What a thoroughly melodramatic tale! So much so that I wondered if Mr. Fay existed at all. Additional news items confirm that the events above are likely to have taken place very much as they are related.
THEY THINK HE’S IN A TRANCE
A Very Lifelike Appearance Returns After Death to Mr. Fay’s Face.
May’s Landing, Nov. 23. About ten or twelve days ago George W. Fay, who is a druggist of Hammonton, about twelve miles from here, was confined to his bed with an abscess of the brain. Later dropsy appeared, and on Tuesday evening last he undoubtedly died. He was pronounced dead by the attending physicians. His limbs were then much swollen and his face much discolored. On Thursday morning members of his family were much surprised to find that the swellings had almost entirely disappeared and a lifelike look had come back into his face. His cheeks became red and under his left ear a small bright red spot appeared. The family concluded to postpone the funeral until Friday. On that day, as no other signs of life had appeared, the body was taken to the cemetery for interment. The funeral sermon was preached and the coffin was opened for the friends and relatives to view the remains. At this time the face appeared so lifelike that the family refused to allow the burial to take place, and insisted on the body being taken back to the house again. This was done, and now the family anxiously await further developments. Many are of the opinion that Mr. Fay is in a trance.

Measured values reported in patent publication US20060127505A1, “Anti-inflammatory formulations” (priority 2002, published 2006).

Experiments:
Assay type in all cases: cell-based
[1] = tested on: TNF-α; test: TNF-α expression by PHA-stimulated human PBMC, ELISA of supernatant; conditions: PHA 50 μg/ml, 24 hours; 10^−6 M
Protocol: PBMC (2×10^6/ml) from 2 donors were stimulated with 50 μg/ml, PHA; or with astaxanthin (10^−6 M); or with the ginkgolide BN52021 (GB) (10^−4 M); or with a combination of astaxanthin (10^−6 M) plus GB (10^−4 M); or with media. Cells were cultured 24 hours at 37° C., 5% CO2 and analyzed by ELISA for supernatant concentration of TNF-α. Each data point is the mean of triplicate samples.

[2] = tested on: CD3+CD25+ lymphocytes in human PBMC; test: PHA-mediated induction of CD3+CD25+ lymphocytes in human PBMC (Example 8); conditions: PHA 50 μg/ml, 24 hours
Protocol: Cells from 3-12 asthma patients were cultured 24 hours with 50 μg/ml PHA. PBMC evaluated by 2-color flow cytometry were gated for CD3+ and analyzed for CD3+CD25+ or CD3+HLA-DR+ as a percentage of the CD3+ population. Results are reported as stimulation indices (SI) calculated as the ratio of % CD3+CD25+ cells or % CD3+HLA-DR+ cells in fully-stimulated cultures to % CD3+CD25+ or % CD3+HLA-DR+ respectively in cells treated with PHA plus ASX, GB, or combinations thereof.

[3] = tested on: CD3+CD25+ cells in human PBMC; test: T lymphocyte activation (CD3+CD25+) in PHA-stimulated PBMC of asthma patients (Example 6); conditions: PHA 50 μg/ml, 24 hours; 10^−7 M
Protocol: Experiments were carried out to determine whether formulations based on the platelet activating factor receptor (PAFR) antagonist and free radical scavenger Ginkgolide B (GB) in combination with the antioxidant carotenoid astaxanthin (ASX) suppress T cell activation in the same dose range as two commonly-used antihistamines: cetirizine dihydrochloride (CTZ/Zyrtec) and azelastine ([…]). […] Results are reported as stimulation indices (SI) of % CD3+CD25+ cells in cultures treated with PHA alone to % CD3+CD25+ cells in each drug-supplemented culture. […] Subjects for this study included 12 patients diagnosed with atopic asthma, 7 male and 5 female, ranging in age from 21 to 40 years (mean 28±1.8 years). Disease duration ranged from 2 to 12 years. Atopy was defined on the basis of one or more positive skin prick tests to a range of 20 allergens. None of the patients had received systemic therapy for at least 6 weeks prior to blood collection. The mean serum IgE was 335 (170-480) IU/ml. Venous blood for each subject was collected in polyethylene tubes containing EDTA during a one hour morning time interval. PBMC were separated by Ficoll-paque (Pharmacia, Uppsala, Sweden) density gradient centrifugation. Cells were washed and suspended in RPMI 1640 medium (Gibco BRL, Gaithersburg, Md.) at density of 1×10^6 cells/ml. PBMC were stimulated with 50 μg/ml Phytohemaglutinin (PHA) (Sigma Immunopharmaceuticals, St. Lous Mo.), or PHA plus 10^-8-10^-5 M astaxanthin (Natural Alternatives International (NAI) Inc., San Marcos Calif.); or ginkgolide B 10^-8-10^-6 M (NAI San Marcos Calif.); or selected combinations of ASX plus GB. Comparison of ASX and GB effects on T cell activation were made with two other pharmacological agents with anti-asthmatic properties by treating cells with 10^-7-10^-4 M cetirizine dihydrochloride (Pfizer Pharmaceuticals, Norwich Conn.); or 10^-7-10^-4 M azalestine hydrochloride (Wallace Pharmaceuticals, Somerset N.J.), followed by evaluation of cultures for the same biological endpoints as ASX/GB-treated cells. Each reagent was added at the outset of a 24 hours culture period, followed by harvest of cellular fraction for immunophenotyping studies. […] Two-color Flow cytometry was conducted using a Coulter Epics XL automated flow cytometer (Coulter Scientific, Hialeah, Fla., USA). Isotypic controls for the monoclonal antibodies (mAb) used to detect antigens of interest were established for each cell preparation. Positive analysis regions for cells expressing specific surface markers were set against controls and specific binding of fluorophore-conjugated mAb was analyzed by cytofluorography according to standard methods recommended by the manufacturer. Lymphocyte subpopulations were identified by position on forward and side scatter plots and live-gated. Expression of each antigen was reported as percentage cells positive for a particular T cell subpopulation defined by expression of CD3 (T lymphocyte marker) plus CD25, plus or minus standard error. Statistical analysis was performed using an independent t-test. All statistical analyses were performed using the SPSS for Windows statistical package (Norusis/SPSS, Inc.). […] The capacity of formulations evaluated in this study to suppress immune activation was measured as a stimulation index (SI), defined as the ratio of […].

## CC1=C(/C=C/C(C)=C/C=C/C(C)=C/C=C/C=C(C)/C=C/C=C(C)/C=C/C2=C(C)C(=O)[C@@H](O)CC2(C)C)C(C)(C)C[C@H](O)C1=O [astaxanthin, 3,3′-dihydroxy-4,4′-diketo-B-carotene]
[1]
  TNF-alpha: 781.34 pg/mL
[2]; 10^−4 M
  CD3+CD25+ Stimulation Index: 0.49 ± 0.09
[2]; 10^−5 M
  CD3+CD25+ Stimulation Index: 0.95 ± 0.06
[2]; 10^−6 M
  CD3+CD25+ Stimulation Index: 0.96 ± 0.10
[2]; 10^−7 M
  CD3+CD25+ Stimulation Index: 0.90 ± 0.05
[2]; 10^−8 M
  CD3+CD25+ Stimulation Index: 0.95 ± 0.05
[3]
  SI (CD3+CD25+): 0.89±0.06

Mr. Fay kept a large rug store in Hammonton. Once he had to serve a term in the county jail for illegal liquor selling. He was so popular that on his release the Court House bell was rung and hundreds flocked to escort him to his home. The Sun [New York, NY] 24 November 1890: p. 2
Spirits Didn’t Work.
Mays Landing, N.J., Dec. 4. The body of George W. Fay, a prominent druggist of this place, was buried in Green Mount cemetery about two miles from Hammonton, this afternoon. Fay died 16 days ago, but his three sisters, who are spiritualists, would not consent to his burial, believing that he would return to life. The corpse still retained its life-like appearance, the cheeks being as red as roses. Not for one moment during the past 16 days have the sisters left the corpse They took turns in watching the lifeless form of their brother, and have not doubted or lost faith in the spirits. The other spiritualists of the place had long ago given up the idea that Fay was alive and were anxious for the burial to take place. Vancouver [BC] Daily World 4 December 1890: p. 1